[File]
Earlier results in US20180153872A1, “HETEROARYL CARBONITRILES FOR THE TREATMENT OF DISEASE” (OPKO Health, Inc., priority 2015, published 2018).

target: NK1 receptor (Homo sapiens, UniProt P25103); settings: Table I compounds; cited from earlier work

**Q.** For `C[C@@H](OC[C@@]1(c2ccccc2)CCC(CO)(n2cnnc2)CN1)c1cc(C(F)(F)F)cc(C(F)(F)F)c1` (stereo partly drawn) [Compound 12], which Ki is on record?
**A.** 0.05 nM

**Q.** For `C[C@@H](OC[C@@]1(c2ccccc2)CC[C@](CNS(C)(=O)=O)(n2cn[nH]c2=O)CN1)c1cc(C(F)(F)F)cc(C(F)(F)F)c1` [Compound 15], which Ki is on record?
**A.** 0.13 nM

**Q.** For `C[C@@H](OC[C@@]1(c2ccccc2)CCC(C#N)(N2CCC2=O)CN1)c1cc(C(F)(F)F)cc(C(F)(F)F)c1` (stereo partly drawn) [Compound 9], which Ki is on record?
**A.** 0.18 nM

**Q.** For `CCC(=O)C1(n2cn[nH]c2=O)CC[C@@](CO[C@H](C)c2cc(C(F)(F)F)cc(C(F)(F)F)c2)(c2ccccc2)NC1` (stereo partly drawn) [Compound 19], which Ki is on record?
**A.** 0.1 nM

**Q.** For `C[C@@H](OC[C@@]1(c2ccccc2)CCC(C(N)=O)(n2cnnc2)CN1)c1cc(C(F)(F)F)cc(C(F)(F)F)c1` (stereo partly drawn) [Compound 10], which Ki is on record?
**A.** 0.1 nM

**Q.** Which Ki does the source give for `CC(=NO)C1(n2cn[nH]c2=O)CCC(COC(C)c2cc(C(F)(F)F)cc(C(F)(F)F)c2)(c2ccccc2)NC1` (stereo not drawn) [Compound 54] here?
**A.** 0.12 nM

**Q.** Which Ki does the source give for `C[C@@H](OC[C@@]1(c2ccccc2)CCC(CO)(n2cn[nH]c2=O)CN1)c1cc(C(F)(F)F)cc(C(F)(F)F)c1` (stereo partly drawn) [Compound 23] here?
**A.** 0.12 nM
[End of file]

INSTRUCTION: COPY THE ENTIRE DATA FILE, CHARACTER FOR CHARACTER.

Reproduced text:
Earlier results in US20180153872A1, “HETEROARYL CARBONITRILES FOR THE TREATMENT OF DISEASE” (OPKO Health, Inc., priority 2015, published 2018).

target: NK1 receptor (Homo sapiens, UniProt P25103); settings: Table I compounds; cited from earlier work

**Q.** For `C[C@@H](OC[C@@]1(c2ccccc2)CCC(CO)(n2cnnc2)CN1)c1cc(C(F)(F)F)cc(C(F)(F)F)c1` (stereo partly drawn) [Compound 12], which Ki is on record?
**A.** 0.05 nM

**Q.** For `C[C@@H](OC[C@@]1(c2ccccc2)CC[C@](CNS(C)(=O)=O)(n2cn[nH]c2=O)CN1)c1cc(C(F)(F)F)cc(C(F)(F)F)c1` [Compound 15], which Ki is on record?
**A.** 0.13 nM

**Q.** For `C[C@@H](OC[C@@]1(c2ccccc2)CCC(C#N)(N2CCC2=O)CN1)c1cc(C(F)(F)F)cc(C(F)(F)F)c1` (stereo partly drawn) [Compound 9], which Ki is on record?
**A.** 0.18 nM

**Q.** For `CCC(=O)C1(n2cn[nH]c2=O)CC[C@@](CO[C@H](C)c2cc(C(F)(F)F)cc(C(F)(F)F)c2)(c2ccccc2)NC1` (stereo partly drawn) [Compound 19], which Ki is on record?
**A.** 0.1 nM

**Q.** For `C[C@@H](OC[C@@]1(c2ccccc2)CCC(C(N)=O)(n2cnnc2)CN1)c1cc(C(F)(F)F)cc(C(F)(F)F)c1` (stereo partly drawn) [Compound 10], which Ki is on record?
**A.** 0.1 nM

**Q.** Which Ki does the source give for `CC(=NO)C1(n2cn[nH]c2=O)CCC(COC(C)c2cc(C(F)(F)F)cc(C(F)(F)F)c2)(c2ccccc2)NC1` (stereo not drawn) [Compound 54] here?
**A.** 0.12 nM

**Q.** Which Ki does the source give for `C[C@@H](OC[C@@]1(c2ccccc2)CCC(CO)(n2cn[nH]c2=O)CN1)c1cc(C(F)(F)F)cc(C(F)(F)F)c1` (stereo partly drawn) [Compound 23] here?
**A.** 0.12 nM